Posts Tagged ‘money’

Galt strike or inadequate aggregate demand?

Friday, May 1st, 2009

The Randian concept of a Galt Strike is that if the elite slack off, the masses will be impoverished – that countries are rich or poor according to whether the elite is productive, while the masses and resources do not matter much, except in extreme cases such as oil rich sheikdoms.

There has been a large fall in GDP over the past six months:

The Keynesian explanation of this fall is inadequate aggregate demand – the economy could easily produce more, but no one is spending due to depression of animal spirits, in which case a big spending government will make everything rosy.

The Austrian and Chicago explanation is complicated, and perhaps confused.

The Randian explanation is that it is a Galt Strike – the elite are slacking off, and focusing on hiding their wealth and economic activities from the government, rather than creating value, in which case big government spending will merely result in inflation or massive borrowing from abroad.

Core CPI will in time tell us which account is correct. We will know by about November 2010.

  • If  late in 2010 core CPI is substantially higher, nominal GDP substantially higher, but real GDP still woeful, then Randians will have been proven correct.
  • If  late in 2010 core CPI is lower or unchanged, then both sides can argue they were right, and the Austrians will probably have some explanation that I will be disinclined to follow.
  • If  late in 2010 core CPI only rises moderately, but real GDP rises substantially, then Keynesians will have been proven correct.

I am betting on disturbing levels of core inflation with a distinctly unimpressive recovery in real GDP.

The crisis explained

Saturday, March 28th, 2009

I have been seeing a lot of references to “a speculative bubble”

Nope. They were not speculating.

The crisis consisted of people, mostly members of protected minorities with nothing to lose, buying houses they could not afford with borrowed money in the expectation that they would go up, and if they went down, it was the bank’s problem.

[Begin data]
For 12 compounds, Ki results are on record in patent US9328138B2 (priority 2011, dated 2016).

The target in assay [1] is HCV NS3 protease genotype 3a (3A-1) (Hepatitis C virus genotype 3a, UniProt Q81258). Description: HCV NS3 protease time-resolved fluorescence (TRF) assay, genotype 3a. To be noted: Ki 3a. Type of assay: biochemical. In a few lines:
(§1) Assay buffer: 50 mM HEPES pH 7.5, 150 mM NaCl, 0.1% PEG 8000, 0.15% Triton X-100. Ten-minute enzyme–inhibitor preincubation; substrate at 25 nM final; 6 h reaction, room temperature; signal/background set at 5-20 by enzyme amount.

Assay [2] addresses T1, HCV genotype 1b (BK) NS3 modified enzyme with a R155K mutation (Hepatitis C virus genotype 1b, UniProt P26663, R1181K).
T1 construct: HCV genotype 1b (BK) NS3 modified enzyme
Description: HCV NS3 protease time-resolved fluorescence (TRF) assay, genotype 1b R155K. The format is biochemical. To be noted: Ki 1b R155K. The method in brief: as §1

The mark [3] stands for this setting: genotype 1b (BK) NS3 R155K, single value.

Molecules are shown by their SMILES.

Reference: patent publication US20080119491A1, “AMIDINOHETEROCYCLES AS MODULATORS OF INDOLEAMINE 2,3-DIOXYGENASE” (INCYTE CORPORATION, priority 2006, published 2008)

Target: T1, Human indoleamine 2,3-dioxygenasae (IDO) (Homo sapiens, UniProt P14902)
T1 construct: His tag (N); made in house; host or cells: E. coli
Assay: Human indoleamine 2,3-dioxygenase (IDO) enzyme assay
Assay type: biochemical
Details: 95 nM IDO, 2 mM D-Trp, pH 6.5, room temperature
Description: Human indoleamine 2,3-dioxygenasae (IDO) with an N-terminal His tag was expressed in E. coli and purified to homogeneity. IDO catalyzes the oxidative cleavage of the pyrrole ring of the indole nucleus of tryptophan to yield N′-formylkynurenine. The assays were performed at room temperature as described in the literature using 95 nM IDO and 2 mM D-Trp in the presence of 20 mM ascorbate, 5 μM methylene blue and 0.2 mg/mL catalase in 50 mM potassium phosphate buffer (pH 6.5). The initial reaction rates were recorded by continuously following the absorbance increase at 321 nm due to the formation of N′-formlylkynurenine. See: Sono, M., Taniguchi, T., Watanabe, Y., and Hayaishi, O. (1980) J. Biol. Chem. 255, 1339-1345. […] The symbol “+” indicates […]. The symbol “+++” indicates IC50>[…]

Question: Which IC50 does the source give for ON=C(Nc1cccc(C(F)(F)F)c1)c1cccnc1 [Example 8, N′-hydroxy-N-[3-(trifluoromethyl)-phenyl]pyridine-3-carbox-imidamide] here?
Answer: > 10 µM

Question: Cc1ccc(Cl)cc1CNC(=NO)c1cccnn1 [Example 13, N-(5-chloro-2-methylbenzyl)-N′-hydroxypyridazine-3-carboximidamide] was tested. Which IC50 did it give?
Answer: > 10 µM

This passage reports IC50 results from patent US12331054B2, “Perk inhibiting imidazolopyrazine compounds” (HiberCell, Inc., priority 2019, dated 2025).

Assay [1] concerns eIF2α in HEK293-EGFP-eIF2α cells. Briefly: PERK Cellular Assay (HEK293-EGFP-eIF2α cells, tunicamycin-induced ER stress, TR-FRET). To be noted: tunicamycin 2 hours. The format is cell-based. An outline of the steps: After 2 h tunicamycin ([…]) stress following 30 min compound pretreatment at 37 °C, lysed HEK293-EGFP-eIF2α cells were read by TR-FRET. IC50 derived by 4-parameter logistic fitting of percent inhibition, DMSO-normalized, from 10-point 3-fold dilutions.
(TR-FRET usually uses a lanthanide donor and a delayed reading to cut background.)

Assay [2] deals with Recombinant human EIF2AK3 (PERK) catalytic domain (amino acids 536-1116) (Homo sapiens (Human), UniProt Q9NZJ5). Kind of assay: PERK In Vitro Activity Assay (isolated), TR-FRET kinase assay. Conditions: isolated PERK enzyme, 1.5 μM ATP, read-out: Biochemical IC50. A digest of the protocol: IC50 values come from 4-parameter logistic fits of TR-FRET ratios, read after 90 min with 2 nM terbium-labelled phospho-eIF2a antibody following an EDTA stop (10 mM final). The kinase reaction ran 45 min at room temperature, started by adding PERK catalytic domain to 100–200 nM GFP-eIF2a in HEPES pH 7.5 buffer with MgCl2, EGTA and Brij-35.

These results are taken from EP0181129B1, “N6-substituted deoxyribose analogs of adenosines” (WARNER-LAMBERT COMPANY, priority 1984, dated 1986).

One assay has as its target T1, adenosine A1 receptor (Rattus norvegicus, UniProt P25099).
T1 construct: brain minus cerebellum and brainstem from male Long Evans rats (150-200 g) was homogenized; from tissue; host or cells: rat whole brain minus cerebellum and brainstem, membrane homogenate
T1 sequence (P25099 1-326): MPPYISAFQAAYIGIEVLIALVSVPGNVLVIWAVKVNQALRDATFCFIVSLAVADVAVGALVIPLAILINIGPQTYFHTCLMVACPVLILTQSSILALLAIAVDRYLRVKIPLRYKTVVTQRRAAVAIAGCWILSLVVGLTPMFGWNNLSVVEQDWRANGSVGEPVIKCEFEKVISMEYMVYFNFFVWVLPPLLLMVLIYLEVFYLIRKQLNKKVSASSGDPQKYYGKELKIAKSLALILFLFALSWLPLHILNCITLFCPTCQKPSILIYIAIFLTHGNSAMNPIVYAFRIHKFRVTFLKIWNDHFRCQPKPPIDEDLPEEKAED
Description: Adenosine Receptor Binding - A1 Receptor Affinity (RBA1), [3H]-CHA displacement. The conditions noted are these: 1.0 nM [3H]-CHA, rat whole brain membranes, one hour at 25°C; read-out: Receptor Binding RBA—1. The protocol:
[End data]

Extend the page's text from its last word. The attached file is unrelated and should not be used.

So the people who bought houses were taking no risk, since mostly they bought them with 100% loans, had no credit rating and no assets to lose.

So were the banks making the loans taking a risk?

No, because it was not the bank’s problem, because the loans were for the most part guaranteed by Freddy, or Fannie, or AIG – all of which had implicit government guarantees, and all of which had an AAA rating.

So why did AIG and the rest have an AAA rating?

AIG and the rest were issuing naked puts greatly exceeding their total capitalization, which pretty much guaranteed that sooner or later they would go broke in a big way. So why AAA?

Moody’s, who issued the ratings, was tweaked on this, and replied that it was unthinkable that the government would allow these institutions to fail. So it was not true that nobody knew what was happening. All the insiders knew what was happening, the regulators knew what was happening: they knew that businesses were taking big risks for big money in the expectation that if they won, they won, and if they lost, the government would take care of them. It was government policy. People have been complaining about this for years.